Data, Data Everywhere But How On Earth Do We Keep Up?

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Data, Data Everywhere But How On Earth Do We Keep Up?

Explosive growth of data is creating a demand for more data centres than the Earth has space and energy to support. Technology companies like HP, must transform the way they - and everyone else - does business
In 10 minutes we generate more data than was created in all of human history through to the year 2003. Photograph: Erik Tham / Alamy/Alamy
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Tech companies like HP are finding new ways to swim in an ocean of data - via @guardian @HPLivingProg
Friday, June 5, 2015 - 9:40am

Over the past 40 years, every element of humanity has been altered by the Information and Communication Technology (ICT) industry. It has revolutionised not just business processes and personal productivity, but the very ways people communicate and collaborate as well. From online banking and securing seats on a train, to life-saving medical procedures and monitoring vital resources, technology opens new opportunities, provides essential insights, and enables transformative innovation that improves the way we live, work and play.

Technology is also helping drive a more sustainable economy, enabling companies to capitalise on important trends, such as smart utility grids and the Internet of Things (machine-to-machine communications), that offer both compelling market opportunities and the potential for dramatic improvements in environmental performance. GeSI’s SMARTer 2020 report projects 2020 global greenhouse gas (GHG) emissions could be cut by 16.5% through the increased use of ICT. The Carbon War Room further estimates the incorporation of machine-to-machine communication in the agriculture, buildings, energy and transportation sectors alone could reduce annual global GHG emissions by more than 9bn tonnes CO2e by 2020, which is equivalent to about 20% of global CO2e emissions, as of 2010.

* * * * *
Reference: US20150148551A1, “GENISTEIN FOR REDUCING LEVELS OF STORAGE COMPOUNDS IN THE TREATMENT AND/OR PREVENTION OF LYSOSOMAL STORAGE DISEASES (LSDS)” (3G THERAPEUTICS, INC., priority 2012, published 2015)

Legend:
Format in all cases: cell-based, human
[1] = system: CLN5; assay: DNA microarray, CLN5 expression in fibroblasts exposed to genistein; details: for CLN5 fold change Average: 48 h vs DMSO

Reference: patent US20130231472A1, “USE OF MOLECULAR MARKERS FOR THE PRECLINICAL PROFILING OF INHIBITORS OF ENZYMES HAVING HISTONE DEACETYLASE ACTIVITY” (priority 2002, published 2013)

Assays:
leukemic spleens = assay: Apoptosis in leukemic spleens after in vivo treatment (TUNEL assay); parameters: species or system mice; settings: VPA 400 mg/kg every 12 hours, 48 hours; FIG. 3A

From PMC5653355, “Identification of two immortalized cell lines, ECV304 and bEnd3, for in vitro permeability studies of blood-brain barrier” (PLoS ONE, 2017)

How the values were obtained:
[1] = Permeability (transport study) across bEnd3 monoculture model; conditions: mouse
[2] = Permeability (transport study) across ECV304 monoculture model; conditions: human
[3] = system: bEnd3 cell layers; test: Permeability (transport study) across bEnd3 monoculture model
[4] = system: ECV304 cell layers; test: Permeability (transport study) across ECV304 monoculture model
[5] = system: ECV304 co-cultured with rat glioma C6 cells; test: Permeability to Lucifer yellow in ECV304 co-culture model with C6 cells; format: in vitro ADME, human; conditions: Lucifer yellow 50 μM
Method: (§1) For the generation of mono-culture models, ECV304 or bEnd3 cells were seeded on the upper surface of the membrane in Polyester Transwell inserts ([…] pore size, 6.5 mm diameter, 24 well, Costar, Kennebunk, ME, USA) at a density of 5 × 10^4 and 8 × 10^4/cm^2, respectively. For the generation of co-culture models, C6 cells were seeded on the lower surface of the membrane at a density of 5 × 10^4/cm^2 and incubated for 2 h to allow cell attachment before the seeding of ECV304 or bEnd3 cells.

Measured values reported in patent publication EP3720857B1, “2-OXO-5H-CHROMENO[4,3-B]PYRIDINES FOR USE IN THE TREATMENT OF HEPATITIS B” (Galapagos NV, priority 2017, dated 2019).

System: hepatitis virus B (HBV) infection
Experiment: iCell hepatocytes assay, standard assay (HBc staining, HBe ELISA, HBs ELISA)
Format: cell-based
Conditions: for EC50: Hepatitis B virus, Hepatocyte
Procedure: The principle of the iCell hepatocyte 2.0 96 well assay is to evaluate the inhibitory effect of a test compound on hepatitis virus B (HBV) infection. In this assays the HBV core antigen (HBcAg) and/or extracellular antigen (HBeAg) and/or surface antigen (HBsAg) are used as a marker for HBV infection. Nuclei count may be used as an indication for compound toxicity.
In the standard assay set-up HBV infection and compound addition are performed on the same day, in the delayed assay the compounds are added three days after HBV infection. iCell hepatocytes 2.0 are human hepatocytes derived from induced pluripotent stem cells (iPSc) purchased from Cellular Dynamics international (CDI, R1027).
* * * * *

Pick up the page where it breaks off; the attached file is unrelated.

Technology has given us the ability to connect virtually anytime, anywhere with anyone and access any type of information. In recent years, communication has swelled with the rapid rise of mobile technology, social media and cloud computing. The result is an explosive amount of data being created and captured in digital form—what the industry calls big data.

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Keywords: Technology | Big Data | Carbon War Room | EPA | GeSI SMARTer 2020 | HP | Hewlett Packard | Immersive computing | Living Progress | The Guardian